He would surpass that with 68 wickets in their promotion season of 1971, helped by David Ross who managed 61. Ross won the much heralded Sir Learie Constantine All Rounders Trophy that year,
The club was competitive throughout the seventies decade, despite relegation in 1976, and continued to win a host of individual awards.
During the years 1970 to 1972 the club would win the A Waddington Fielding Trophy, with Gareth Terry winning the first two, and David Milnes the latter.
At the end of the decade David Dunne would replicate this feat in 1978 and 1979, with a record eleven fielding awards in the former season. Dunne was a genuine all-rounder who bowled awkward left-arm seam.
Keith Barrett had two very noteworthy achievements in the seventies- winning the Fastest Fifty Trophy in 1972, and the more prestigious W H Foster Jubilee Bowling Trophy in 1977.
David Wainwright was one of the leading keepers in the league, and he proved that by winning the Stan Longbottom Safe Hands Stumping award in 1979 and 1989, and Most League Victims Trophy in 1986.
He played at eight clubs in the league, and his 629 league victims placed him in second place in the 2020 all-time list.
In the late seventies Ian Phillips proved to be a prolific run-getter with season aggregates of 687, 748 and 574 runs in the league, while Dave Horsey took 77 wickets in 1978. Phillips scored a magnificent tally of 911 league runs at 60.73 in 1980 as Lidget remained in mid-table.
However, they were promoted in 1981 only to finish bottom in the following year with a side not ready for the top flight.
LIDGET GREEN 1983 Back, from left Back, from left D Peers, M Burrows, B Dunne, P Smith, I Quyam, S Atkinson. Front B Taylor, M Dunne, D Dunne (captain), M Ahmed, C Wolstenholme.
It got worse in 1983 when they finished bottom of the Second Division, and in consequence had to apply for re-election.
The rest of the eighties were a period of struggle with two more re-election pleas. Dunne was the one constant as he seemed to be battling on with very little support. In 1984, he kept his side out of the bottom two thanks to his 557 runs and 54 wickets.
He was exceedingly loyal to Lidget in an era when the more fashionable clubs would surely have liked to snap him up.
Former Yorkshire Second Teamer Tim Rukin was a notable player in 1985; a wicketkeeper who didn’t quite make it at county level.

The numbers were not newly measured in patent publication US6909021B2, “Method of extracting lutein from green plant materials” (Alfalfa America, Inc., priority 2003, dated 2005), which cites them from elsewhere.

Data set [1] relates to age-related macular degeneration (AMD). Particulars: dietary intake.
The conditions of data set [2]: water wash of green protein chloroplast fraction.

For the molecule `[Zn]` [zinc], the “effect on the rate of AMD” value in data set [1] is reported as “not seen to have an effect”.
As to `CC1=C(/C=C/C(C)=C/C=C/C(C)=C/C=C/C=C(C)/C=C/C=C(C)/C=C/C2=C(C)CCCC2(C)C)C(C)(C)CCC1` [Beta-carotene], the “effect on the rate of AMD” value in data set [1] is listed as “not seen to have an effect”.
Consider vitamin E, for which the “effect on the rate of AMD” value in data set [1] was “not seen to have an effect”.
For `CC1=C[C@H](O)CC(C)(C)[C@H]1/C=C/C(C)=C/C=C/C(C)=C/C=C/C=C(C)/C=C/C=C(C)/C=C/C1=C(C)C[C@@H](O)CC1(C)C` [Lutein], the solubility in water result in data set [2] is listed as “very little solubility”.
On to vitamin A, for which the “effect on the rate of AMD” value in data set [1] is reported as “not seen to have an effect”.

Lidget Green 1985-back from left F Hussain, A Orrell (scorer), M Ahmed, S Atkinson, T McGuire, S Tanvir, D Pears, M Smith (secretary) Front G Soames, L Hanson, T Rukin (capt), G Orrell, P Taylor.
The club might have been lowly in 1985.but one bright spark was the overseas player Shahid Tanvir who registered the league’s top individual score that season when he scored 173 not out against Eccleshill.
The much travelled Maz Bhatti was an extremely competitive all rounder who had a good season in 1988, with both bat and ball.
The last eleven years of their existence was fraught with struggle, but also rich with overseas players.
Paceman John Roper averaged 50 wickets per season in the early nineties as he fought a lonely battle with Dunne to pull the club up the table.
For 1993, Lidget Green recruited Suresh Shetty as their overseas player and he had an astonishing season. He scored 945 league runs at 55.59, and also took 68 wickets at 17.53, winning the coveted Sir Learie Constantine All Rounder’s award,
Another overseas player of great talent was Indian Amol Muzumdar who won the league batting averages with 1,207 runs at 75.44
Off spinner Ijaz Khan was taking wickets 50 wickets a season for a time, and when he was made captain he assembled a side to get promotion in 1999.
Mushtaq Ahmed proved to be an inspired signing and made an immediate impact
The club made an inspired overseas signing that season in batsman Hassan Adnan who scored 1,261 runs at 70.05 which included a highest score of 171. They also signed a `mystery’ bowler from Luton, namely Mustaq Ahmed.
He would ball a bewildering variety of left arm flighted deliveries. It could be said that the Second Division batsmen could not read him as took 86 wickets at 10.45. He went on to have an illustrious career with Baildon, and took over 1,000 league wickets,
Wasim Munawar was a stylish right hander who had a yen for a cover drive, and he scored a very telling 696 runs in the promotion season.
Naveed Rana-ul Hassan, who would play for Yorkshire, and represent Pakistan, also made the odd appearance.
The strength of the team subsided in 2000 when they needed all their resources to survive in the First Division. The departure, in particular of Ahmed to Baildon, would be the decisive blow, and they were relegated.
In previous years, the strength of the cricket committee had evaporated somewhat, and the social side had the decisive votes. They reasoned that if the club switched to rugby, there would be a better `take up’ of the bar and the social side would be enhanced.
The club resigned halfway through the relegation season, and offered the ground to Clayton Rugby League Club.
The move was bitterly opposed by the cricket section of the club who formed a `Save Lidget Green CC’ organisation and presented a petition to Bradford Council who owned the land.
For Clayton to play there, the council had to agree to a change from cricket and athletics to rugby, which they did after four months of deliberations and consultations with ward councillors.
Lidget Green's ground in the 1940s
First Division Winners: 1942, 1957, 1964
Priestley Cup Winners: 1924
I acknowledge the assistance of Ray Peel and Alan Stansfield.in compiling this feature.